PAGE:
I realize that different cultures--indeed, different individuals within each culture--are going to have widely divergent ideas about how much change is realistic or even tolerable when the benefits of living green and adopting carbon-neutral lifestyles are, in many respects, not immediate, visible, and tangible. And Big Business in all its incarnations has done a bang-up job of scaring everyone into believing that reducing America's carbon footprint will lead to all manner of economic woes, not to mention intrusions on one's very freedoms, like the right to drive a massive, gas-guzzling SUV to, say, a football stadium, the building of which required the clearcutting and dredging-and-filling of once-sensitive land. Or the right to eat beef and pork for breakfast, lunch, and dinner every day. Or the right to consume our way through time and space, demonstrating to the world once and for all that he who dies with the most toys wins.
But when all is said and done, I have to hope that even the stubbornest among us would want his children to enjoy a habitable world, as opposed to one in which draconian emergency restrictions had to be enacted and enforced lest everyone starve when arable, above-water land was in critically short supply and drowning in a hurricane-caused flood was a very real threat. Or, equally disturbing, a world in which ecosystems are so violently and precipitously thrown off-balance, deadly viruses that were once contained deep within rainforests emerge and begin to sicken the planet's already-stressed animals, including humans.
It should also be noted that some of us have already begun to view the climate challenge as an enormous economic opportunity.
Beyond the strawman arguments posited in such irresponsible statements as "Scientists disagree about how bad things will get and when we'll really notice any ill effect" or "Last year's hurricane season was tame, so I'm not buying this whole global warming thing", there really is nothing to debate at this point. We must take action, we must commit to a solid and comprehensive plan to reduce greenhouse gases, and we must do it now.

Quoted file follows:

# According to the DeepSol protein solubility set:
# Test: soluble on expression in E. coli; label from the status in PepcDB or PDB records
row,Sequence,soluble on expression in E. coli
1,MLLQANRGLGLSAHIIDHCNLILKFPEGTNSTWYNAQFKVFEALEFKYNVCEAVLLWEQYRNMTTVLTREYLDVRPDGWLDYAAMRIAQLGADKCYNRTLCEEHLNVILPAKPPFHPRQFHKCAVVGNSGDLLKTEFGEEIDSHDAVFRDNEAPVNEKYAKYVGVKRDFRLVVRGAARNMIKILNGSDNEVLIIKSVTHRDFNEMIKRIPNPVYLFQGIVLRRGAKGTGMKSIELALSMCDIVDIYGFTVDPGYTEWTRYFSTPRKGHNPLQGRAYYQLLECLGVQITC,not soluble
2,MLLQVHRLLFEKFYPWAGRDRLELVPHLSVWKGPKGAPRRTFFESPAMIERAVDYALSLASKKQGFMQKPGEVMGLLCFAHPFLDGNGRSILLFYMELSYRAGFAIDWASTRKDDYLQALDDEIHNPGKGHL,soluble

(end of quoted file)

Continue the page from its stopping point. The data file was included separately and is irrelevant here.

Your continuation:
It's time to put our pride in our collective pocket and take our place at the table alongside Europe's leaders. They know we're well-armed--aren't we always?--but this time, at this international sit-down, the weapons will be American ingenuity and innovativeness, two resources we actually do have in limitless supply.
January 02, 2007
Try Some Delicious Danish?
Some interesting discussion between Tyler Cowen and Matt on whether we can scale up Denmark's mixture of economic security and dynamism for a country the size of the US. The basis for this discussion is Jon Cohn's excellent examination of the development and success of the Denmark model, which is well worth a quick read. In short, they've made the most liberal of the neoliberal visions manifest: The economy is market-oriented and ruthlessly adaptive, while the government offers a robust safety net, a high level of economic security, and a promise that if the unemployed seek work, the government will make sure the work is there, and offer the training and counseling necessary to help the displaced.
The economic outcome has been impressive: High GDP growth, low unemployment, high average incomes, low inequality, and dirt-low poverty. On the other hand, Denmark is a country of 5 million, more akin to a large city than the United States. Few of the Danish work in the low-paid service economy, which tends to run off imported labor. And Denmark's small population and high cultural cohesion exempts them from the problems of a giant urban underclass who've grown culturally alienated, been systematically exempted, and become ever more distrustful of the country's economic mainstream.
That said, it isn't clear to me why we don't give a Danish-style model more of a shot. What's fascinating about the American system is that, for all its federalism, there's precious little variation. The most generous cities display only a couple degrees of difference from the least. Santa Fe may have a living wage, but it doesn't have single-payer health care, or paid maternal leave, or massive job retraining. We hear talk about the genius of the states, but they all tend to work on basically the same problem, in basically the same way, leaving little room for brilliance to burst forth.
In part, that's because state exploration is shackled by funding streams, many of which trickle down from the federal level. But this sort of experimentation seems like the sort of thing the government should be offering grants for (in much the way it once did for welfare): Why we've not helped a major US city create a generous universal health program (San Francisco, it should be said, is trying) baffles -- if the hoped-for savings from integrated care could help lower costs from chronic disease in ravaged urban enclaves, the country would learn a lot, and possibly save even more. Same goes for serious paid maternal leave efforts, and job retraining, and all the rest. The Danish model may not work here, but then again, it may, and the nice thing about having 300 million people rather than five million is that it's not particularly hard to try.
Also at Tapped
July 06, 2005